Print 13 comment(s) - last by plewis00.. on Jul 6 at 6:44 AM

O2 gets exclusive rights to the iPhone in the United Kingdom

The United Kingdom will soon have access to Apple's new iPhone. According to the Times Online, the iPhone will be tied exclusively to O2.

Vodafone, Europe's largest mobile phone carrier, had been the early favorite for an iPhone contract. Although the exact details of the deal haven't been disclosed, it is thought that O2 will share a portion of revenues generated from each iPhone customer with Apple.

Thousands of customers ditched their mobile phone providers in the United States to hop on the iPhone/AT&T bandwagon. O2 expects to see the same fortunes when the iPhone is released in the UK. However, what’s good for O2 likely won’t be good for potential buyers currently on competing networks. Early disconnect fees are likely to add even more to the initial purchase cost of the iPhone (just as they do across the pond).

While O2 is tipped as being the sole provider of iPhone service in the UK, T-Mobile is expected to get sole rights to the iPhone in Germany and Orange is favored in France.

The iPhone launch in the United States was quite successful for both Apple and AT&T. Apple sold over 500,000 iPhones during the first three days of availability at a price of $499 (4GB) and $599 (8GB). For its part, AT&T lured customers in with rate plans of $59.99, $79.99 and $99.99 respectively plus a one-time activation fee of $36.

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By ghost101 on 7/5/2007 12:36:46 PM , Rating: 2
The UK mobile phone market is extremely competitive. The iphone will find it very difficult if the charges are $499 + VAT and a contract on top. In the UK, it is possible to get the latest phones for free while you pay a contract which goes a way to subsidising the cost of the phone.

Take for example the Nokia N95. It is available from on a very popular site for free on an o2 contract which chsrges £43 a month for 18 months.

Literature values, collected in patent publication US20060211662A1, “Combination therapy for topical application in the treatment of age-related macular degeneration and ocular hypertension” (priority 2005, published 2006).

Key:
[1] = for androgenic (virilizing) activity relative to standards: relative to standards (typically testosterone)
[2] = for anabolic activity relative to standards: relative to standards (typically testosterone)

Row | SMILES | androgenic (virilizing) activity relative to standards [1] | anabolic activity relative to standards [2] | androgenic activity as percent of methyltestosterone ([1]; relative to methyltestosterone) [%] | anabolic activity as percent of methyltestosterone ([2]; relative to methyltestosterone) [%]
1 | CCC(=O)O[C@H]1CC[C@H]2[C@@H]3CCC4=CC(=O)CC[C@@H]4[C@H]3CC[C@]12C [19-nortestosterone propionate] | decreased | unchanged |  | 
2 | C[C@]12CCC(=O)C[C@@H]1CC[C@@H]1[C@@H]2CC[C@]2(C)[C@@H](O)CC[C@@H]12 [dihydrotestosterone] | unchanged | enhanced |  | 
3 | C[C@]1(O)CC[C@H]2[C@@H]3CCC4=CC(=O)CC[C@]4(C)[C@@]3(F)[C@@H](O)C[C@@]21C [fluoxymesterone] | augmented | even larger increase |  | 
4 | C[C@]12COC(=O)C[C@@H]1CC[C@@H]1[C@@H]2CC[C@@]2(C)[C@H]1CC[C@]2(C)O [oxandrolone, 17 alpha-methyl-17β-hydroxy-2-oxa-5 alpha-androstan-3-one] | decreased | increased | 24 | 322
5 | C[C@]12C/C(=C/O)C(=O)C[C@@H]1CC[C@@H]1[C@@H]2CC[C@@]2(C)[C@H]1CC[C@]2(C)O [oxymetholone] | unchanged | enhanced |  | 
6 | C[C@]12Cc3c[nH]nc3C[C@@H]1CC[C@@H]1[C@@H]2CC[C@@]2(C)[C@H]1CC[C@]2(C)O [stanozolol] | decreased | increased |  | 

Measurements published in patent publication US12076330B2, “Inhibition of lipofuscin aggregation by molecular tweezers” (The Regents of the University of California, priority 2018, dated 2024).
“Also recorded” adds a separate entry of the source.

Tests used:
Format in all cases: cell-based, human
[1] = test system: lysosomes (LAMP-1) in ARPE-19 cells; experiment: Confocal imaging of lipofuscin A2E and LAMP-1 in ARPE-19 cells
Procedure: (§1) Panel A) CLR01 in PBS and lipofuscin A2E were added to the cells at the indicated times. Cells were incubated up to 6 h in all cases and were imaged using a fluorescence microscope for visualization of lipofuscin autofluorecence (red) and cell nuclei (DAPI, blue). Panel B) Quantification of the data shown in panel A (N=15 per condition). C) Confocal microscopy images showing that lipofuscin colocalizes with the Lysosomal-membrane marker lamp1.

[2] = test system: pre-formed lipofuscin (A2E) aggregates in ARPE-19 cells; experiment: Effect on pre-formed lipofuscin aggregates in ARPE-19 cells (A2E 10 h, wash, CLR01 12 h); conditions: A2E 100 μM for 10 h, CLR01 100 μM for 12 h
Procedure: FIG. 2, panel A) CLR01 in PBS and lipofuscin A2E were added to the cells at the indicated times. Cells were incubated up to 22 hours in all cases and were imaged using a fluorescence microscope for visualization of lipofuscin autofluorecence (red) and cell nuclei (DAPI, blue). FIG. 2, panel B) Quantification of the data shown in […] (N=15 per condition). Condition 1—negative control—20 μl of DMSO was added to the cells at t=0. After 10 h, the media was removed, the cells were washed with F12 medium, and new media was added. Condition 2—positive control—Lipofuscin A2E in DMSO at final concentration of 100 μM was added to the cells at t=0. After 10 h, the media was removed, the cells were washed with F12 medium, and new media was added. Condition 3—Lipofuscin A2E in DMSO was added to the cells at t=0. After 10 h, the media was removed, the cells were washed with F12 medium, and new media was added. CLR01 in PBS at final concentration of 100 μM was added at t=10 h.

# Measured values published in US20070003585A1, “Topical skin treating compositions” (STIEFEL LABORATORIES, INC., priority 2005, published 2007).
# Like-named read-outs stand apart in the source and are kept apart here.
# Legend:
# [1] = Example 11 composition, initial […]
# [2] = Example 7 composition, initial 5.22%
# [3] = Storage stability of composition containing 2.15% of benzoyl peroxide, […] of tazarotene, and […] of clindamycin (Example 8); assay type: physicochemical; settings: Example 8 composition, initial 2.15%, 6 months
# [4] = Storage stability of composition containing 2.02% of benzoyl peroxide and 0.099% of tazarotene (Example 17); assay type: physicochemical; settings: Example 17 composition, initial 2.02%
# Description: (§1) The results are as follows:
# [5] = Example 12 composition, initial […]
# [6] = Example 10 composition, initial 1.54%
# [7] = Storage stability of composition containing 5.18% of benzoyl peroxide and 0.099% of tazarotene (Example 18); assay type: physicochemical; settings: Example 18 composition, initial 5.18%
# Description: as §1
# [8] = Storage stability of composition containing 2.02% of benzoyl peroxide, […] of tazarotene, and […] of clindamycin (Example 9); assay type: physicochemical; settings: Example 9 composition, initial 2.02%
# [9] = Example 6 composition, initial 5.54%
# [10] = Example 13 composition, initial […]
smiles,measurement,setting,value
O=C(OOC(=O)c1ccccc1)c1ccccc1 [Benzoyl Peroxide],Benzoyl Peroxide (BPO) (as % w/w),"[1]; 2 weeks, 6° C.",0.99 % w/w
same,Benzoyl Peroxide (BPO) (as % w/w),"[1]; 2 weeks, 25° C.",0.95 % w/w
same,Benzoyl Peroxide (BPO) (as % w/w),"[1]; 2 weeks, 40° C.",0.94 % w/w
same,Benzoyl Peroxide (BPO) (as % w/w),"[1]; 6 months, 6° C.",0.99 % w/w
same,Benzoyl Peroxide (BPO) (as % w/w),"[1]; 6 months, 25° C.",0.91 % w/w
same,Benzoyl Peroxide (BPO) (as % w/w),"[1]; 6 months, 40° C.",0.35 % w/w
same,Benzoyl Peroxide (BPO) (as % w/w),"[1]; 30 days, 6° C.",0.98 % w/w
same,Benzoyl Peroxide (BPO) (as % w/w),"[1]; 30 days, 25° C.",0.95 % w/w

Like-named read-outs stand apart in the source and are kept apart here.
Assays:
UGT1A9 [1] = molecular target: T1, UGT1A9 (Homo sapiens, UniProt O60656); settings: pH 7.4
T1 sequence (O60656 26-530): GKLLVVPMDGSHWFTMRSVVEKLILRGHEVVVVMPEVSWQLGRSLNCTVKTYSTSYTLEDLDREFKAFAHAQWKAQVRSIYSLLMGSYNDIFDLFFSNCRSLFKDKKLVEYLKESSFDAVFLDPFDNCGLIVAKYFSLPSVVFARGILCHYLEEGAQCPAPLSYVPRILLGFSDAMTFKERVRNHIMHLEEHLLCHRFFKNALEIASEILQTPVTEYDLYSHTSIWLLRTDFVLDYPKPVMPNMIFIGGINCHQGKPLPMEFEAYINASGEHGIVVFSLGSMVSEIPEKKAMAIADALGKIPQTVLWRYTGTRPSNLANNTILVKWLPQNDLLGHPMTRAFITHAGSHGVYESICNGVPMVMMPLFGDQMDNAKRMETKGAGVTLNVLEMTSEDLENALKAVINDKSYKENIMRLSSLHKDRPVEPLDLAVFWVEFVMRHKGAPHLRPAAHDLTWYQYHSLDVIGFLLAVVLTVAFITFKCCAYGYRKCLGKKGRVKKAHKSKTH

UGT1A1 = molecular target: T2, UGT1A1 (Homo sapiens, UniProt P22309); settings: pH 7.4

RE: Competition
By Griswold on 7/5/2007 1:03:15 PM , Rating: 2
Its the same in almost all european countries. Apple might face a royal failure if they attempt the same (price) stunt there as they did in the US. People in europe are used to cheapass hardware, even if its the newest thing on the scene, albeit with a two year contract. I dont even remember the last time I put money down for a mobile phone when getting a new one.

As for the article, this is just a bunch of rumors anyway. I find it hard to believe that vodafone will miss the opportunity in the three biggest euro markets - as the biggest player in europe too. I take this "its a done deal" thing with more than just a grain of salt.

RE: Competition
By spluurfg on 7/5/2007 1:48:09 PM , Rating: 2
Considering Vodafone's attitude in general, I'm not surprised if they'd be a difficult partner for a launch like this. They have a habit of trying to keep all the profits to themselves. Sure, they own networks in most of northwestern Europe, but they still are not always the largest provider: Telefonica's O2 is largest in the UK, and I believe Deutche Telecom's T-Mobile and France's Orange are largest in their respective markets.

And while it may technically be a rumor still, by the time it hits the front page of the Financial Times, it's probably a done deal.